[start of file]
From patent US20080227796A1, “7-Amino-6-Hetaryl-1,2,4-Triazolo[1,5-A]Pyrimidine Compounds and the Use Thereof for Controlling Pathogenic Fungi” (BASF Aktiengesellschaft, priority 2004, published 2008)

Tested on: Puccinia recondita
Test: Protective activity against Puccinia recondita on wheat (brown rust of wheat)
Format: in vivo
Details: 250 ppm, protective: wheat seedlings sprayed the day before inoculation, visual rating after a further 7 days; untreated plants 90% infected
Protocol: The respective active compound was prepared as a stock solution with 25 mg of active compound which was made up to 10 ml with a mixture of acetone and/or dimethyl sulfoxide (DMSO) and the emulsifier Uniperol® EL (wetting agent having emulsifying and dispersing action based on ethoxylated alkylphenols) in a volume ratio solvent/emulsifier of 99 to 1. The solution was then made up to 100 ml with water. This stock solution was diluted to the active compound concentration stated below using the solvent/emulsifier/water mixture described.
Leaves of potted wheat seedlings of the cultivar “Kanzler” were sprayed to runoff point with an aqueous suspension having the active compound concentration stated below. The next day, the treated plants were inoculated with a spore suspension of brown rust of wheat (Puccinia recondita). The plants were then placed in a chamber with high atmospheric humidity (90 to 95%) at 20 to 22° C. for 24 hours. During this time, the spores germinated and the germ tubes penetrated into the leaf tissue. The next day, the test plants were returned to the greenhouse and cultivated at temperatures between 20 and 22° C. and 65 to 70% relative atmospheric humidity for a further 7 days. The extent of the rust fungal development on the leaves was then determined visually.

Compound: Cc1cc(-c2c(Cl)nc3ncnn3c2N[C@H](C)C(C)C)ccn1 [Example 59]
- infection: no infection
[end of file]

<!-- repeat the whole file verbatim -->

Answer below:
From patent US20080227796A1, “7-Amino-6-Hetaryl-1,2,4-Triazolo[1,5-A]Pyrimidine Compounds and the Use Thereof for Controlling Pathogenic Fungi” (BASF Aktiengesellschaft, priority 2004, published 2008)

Tested on: Puccinia recondita
Test: Protective activity against Puccinia recondita on wheat (brown rust of wheat)
Format: in vivo
Details: 250 ppm, protective: wheat seedlings sprayed the day before inoculation, visual rating after a further 7 days; untreated plants 90% infected
Protocol: The respective active compound was prepared as a stock solution with 25 mg of active compound which was made up to 10 ml with a mixture of acetone and/or dimethyl sulfoxide (DMSO) and the emulsifier Uniperol® EL (wetting agent having emulsifying and dispersing action based on ethoxylated alkylphenols) in a volume ratio solvent/emulsifier of 99 to 1. The solution was then made up to 100 ml with water. This stock solution was diluted to the active compound concentration stated below using the solvent/emulsifier/water mixture described.
Leaves of potted wheat seedlings of the cultivar “Kanzler” were sprayed to runoff point with an aqueous suspension having the active compound concentration stated below. The next day, the treated plants were inoculated with a spore suspension of brown rust of wheat (Puccinia recondita). The plants were then placed in a chamber with high atmospheric humidity (90 to 95%) at 20 to 22° C. for 24 hours. During this time, the spores germinated and the germ tubes penetrated into the leaf tissue. The next day, the test plants were returned to the greenhouse and cultivated at temperatures between 20 and 22° C. and 65 to 70% relative atmospheric humidity for a further 7 days. The extent of the rust fungal development on the leaves was then determined visually.

Compound: Cc1cc(-c2c(Cl)nc3ncnn3c2N[C@H](C)C(C)C)ccn1 [Example 59]
- infection: no infection